This qualitative case study was undertaken to determine whether courts and hospitals are emblematic of all loosely coupled organizations, to identify factors that can help or hinder the success of their leadership coalitions, and to utilize organizational systems theory as a tool to enhance or go beyond strategies mentioned by the study participants to support their coalition's success. To accomplish these objectives, the researcher conducted a thorough review of the extant literature and sought first-person information from individuals serving as chief executive officers, presiding judges, and chief medical officers in 4 trial courts and 4 acute care hospitals. The institutions selected for this qualitative case study ranged in size and location throughout California.
By integrating information and recommendations from organizational systems theory with the interview data, the researcher validated the assertion that courts and hospitals are appropriate exemplars of loosely coupled organizations and confirmed that leaders in these settings are aware of common leadership challenges that arise in loosely coupled organizations and that they know of and use effective strategies to address these challenges.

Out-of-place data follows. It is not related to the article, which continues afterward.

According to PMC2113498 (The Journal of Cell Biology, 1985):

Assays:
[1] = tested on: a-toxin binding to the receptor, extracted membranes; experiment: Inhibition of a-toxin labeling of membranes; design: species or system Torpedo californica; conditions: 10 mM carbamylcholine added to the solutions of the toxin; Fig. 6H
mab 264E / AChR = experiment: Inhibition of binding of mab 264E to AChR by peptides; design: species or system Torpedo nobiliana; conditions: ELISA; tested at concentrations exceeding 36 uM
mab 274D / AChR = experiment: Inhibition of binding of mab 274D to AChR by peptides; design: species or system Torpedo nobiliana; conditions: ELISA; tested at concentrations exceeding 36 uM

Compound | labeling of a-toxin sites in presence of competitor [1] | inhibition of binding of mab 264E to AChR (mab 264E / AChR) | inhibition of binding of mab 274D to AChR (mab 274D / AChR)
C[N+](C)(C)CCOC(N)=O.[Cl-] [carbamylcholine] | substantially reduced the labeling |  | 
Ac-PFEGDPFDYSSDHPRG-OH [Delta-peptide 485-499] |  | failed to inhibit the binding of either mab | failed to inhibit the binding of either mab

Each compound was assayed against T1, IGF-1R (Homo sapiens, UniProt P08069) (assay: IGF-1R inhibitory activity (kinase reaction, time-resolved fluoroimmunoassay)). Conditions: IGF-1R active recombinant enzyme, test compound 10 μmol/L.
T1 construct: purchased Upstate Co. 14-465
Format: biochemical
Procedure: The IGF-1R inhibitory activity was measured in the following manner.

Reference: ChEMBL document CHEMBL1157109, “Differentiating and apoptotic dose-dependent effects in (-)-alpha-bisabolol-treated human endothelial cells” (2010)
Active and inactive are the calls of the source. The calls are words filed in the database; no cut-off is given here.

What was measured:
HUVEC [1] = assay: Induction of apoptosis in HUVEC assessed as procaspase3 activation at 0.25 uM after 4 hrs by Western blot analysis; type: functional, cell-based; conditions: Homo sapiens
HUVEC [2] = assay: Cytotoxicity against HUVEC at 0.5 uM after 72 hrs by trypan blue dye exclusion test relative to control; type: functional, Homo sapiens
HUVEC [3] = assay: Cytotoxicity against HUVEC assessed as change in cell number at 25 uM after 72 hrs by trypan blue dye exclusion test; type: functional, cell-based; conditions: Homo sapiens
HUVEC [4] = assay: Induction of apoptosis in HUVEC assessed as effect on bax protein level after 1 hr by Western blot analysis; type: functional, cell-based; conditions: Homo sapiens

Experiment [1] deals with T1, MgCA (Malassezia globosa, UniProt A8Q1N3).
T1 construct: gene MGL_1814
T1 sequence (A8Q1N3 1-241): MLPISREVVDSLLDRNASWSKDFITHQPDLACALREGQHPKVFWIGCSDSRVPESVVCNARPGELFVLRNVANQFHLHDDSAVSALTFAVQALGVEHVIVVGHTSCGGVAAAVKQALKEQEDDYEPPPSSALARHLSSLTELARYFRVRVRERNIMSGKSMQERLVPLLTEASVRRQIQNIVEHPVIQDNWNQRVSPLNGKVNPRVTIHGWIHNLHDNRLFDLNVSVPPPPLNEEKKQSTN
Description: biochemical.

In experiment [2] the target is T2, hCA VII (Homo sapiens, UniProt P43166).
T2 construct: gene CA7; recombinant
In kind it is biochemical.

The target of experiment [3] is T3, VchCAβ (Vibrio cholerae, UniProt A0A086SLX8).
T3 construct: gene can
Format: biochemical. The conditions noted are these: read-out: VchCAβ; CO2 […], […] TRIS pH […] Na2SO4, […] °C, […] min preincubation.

Participant interviews yielded a list of real-world suggestions that can help leaders in any loosely coupled organization collaborate effectively. Going beyond these suggestions, this study draws on several organizational systems theories to identify additional strategies to increase alignment, introduce core professionals to larger organizational concerns, and support the leadership coalition to succeed, even as its members change over time. By placing a special emphasis on removing unnecessary hurdles that coalition leaders must overcome, loosely coupled organizations can focus their energy and effort on what matters most: serving those who need them.
|Commitee:||Chess, Mary Kay, Walton, Douglas|
|School Location:||United States -- California|
|Source:||DAI-A 76/07(E), Dissertation Abstracts International|
|Subjects:||Public administration, Organization Theory|
|Keywords:||Court administration, Hospital administration, Leadership, Loosely coupled organizations, Organizational systems, Public administration|
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